328KF
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posted 01-06-2009 09:09 PM     Click Here to See the Profile for 328KF   Click Here to Email 328KF     Edit/Delete Message   Reply w/Quote
This is incredibly sad news, coming on the same day that Obama announces the head of the CIA will be someone with absolutely no intel experience whatsoever. No surprise at all that Garver will likely be rewarded for her housecleaning with the big broom of "Change."

Nothing against Bolden at all, but if we are lucky enough to have him succeed Griffin, it is just a small consolation for losing such a visionary leader.

What does this say about the future of Constellation?

Robert Pearlman
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posted 01-06-2009 09:54 PM     Click Here to See the Profile for Robert Pearlman   Click Here to Email Robert Pearlman     Edit/Delete Message   Reply w/Quote
quote:
Originally posted by 328KF:
No surprise at all that Garver will likely be rewarded for her housecleaning with the big broom of "Change."
I really don't understand the hostility towards Lori Garver. Granted, I'm biased; she gave me my first job out of college, but she's one of "us", a space enthusiast.

Besides, she, nor any of the members of the transition team, did any "housecleaning"; they only collected information. Griffin did the same thing after he was appointed.

quote:
What does this say about the future of Constellation?
Unless the new administrator (Charlie Bolden or otherwise) has an objection to Constellation's goals, I would suppose it says the program moves forward.

For a brief insight into Bolden's views of NASA, today and tomorrow, see our interview with him when he was inducted into the U.S. Astronaut Hall of Fame.

Granted, these quotes are a couple of years old, as it happened to be the same day as the 45th anniversary of Alan Shepard's Mercury flight, we spoke about where the U.S. would be in space 45 years hence.

I know where I thought we would be today, prior to Challenger. I thought we would be beyond the Moon and on the way to Mars now. I know that may sound like folly to some people but I really did. The [space] program was robust, we were flying relatively regularly. I thought we were on target to be well beyond where we are today.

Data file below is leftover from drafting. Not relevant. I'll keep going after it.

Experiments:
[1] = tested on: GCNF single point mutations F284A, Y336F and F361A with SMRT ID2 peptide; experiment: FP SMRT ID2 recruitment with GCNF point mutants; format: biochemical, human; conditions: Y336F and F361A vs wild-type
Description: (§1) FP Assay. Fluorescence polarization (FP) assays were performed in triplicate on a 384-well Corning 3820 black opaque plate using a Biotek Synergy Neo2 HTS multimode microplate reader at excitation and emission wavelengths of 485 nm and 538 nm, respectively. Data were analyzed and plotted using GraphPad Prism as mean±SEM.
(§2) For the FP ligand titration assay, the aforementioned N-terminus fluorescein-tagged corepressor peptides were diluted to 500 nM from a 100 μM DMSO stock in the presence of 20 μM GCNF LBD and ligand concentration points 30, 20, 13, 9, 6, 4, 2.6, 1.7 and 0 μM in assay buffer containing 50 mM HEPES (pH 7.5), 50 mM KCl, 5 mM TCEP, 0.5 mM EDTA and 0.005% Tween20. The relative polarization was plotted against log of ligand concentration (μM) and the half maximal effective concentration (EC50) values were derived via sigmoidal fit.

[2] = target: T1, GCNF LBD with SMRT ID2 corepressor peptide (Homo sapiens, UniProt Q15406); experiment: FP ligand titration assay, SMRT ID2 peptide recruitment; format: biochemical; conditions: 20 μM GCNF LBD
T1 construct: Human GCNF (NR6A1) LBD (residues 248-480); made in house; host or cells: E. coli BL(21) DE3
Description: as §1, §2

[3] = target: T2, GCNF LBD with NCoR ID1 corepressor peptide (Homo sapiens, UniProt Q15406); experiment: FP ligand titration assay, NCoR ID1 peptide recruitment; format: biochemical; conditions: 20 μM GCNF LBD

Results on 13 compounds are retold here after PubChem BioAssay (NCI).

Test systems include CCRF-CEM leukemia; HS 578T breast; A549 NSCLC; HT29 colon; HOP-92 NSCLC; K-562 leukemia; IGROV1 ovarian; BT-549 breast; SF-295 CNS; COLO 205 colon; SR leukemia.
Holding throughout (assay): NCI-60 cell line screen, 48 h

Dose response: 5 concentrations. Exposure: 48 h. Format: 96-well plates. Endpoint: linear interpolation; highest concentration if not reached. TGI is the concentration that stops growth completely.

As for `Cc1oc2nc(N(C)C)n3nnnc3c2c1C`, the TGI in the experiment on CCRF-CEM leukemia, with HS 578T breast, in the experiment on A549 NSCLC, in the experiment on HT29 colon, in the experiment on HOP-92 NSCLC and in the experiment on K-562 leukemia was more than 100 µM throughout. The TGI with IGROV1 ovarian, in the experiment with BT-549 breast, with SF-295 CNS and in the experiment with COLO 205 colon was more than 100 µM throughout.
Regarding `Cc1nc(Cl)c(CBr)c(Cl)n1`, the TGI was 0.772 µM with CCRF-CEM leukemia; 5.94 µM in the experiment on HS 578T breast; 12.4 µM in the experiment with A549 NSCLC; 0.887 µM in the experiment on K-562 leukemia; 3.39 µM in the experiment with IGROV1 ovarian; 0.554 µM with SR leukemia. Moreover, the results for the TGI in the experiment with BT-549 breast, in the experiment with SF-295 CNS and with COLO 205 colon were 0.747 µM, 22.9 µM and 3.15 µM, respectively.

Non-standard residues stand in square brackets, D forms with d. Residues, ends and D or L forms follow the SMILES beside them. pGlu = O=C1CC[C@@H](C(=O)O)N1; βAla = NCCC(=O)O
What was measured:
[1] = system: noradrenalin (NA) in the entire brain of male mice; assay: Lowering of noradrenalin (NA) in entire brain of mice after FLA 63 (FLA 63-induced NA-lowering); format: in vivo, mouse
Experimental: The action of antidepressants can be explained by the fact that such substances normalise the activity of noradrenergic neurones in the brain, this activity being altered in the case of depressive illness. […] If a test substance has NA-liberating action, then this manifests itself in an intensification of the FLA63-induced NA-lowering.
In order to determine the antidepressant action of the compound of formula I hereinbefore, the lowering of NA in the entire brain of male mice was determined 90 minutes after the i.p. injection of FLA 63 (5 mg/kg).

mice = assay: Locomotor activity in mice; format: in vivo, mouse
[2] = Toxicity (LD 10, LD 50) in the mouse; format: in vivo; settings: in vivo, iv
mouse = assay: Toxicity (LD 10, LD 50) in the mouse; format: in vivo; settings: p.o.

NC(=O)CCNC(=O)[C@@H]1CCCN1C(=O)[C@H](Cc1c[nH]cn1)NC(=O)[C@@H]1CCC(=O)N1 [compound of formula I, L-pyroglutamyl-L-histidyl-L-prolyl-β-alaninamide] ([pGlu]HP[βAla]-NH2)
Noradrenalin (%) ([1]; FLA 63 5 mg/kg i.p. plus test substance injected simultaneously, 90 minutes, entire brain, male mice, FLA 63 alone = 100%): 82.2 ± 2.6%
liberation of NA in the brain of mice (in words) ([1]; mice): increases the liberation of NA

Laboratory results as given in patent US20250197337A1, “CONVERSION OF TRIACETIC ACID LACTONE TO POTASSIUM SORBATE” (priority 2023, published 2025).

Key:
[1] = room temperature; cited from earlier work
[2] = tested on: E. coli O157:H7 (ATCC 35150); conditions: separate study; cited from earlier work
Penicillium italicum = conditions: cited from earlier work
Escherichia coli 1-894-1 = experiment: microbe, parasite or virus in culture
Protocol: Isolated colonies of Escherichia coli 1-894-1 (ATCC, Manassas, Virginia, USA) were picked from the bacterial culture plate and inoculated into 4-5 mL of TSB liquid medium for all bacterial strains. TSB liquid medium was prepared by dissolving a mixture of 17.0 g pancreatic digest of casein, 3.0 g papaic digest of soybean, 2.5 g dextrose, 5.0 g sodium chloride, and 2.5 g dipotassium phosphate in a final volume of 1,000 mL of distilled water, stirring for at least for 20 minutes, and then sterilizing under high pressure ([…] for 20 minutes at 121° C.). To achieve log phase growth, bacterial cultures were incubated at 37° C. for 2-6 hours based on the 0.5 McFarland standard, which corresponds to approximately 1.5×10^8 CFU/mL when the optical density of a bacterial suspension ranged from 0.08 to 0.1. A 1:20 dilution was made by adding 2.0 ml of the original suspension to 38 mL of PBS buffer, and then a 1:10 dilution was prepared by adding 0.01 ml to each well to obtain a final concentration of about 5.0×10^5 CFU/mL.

I have to admit to being somewhat discouraged when I look at funding that is going into the program ...I've been away from the program since 1994, so all my observations are from without. As a person from without, I just don't see the fiscal support that we need to be where I know I'd like for us to be 45 years from today.

Robert Pearlman
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posted 01-06-2009 10:34 PM     Click Here to See the Profile for Robert Pearlman   Click Here to Email Robert Pearlman     Edit/Delete Message   Reply w/Quote
Houston Chronicle: Ex-astronaut may be Obama's pick to lead NASA
Bolden said Tuesday night that while he has discussed the space agency and its future with friends at NASA, he has not been contacted by Obama's transition team.

"I'm as surprised as anyone," he said about the reports circulating in Washington and at the Johnson Space Center about his name surfacing as a leading candidate. NBC News and the Orlando Sentinel published the reports Tuesday afternoon.

Asked if he would discuss the job if contacted, Bolden said, "Yes," adding, "You never say never."

Florida Today: Bolden: No Contact Yet On NASA's Top Job
Bolden said he would be open to talking about the future of NASA and the direction that the Obama Administration would like to take the agency. He also has some good ideas about who might make a good NASA Administrator -- "and my name is not on that list," Bolden said.

"If I would have any conversation with the transition team, I would plead for continuity -- if not in people, at least continuity in execution," he said.

"Now does that mean we don't change anything right now in the Constellation system?" he asked. "No, it doesn't mean that. But it means let's take a look at things and get to the moon and Mars."

328KF
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posted 01-06-2009 11:50 PM     Click Here to See the Profile for 328KF   Click Here to Email 328KF     Edit/Delete Message   Reply w/Quote
quote:
Originally posted by Robert Pearlman:
she's one of "us", a space enthusiast.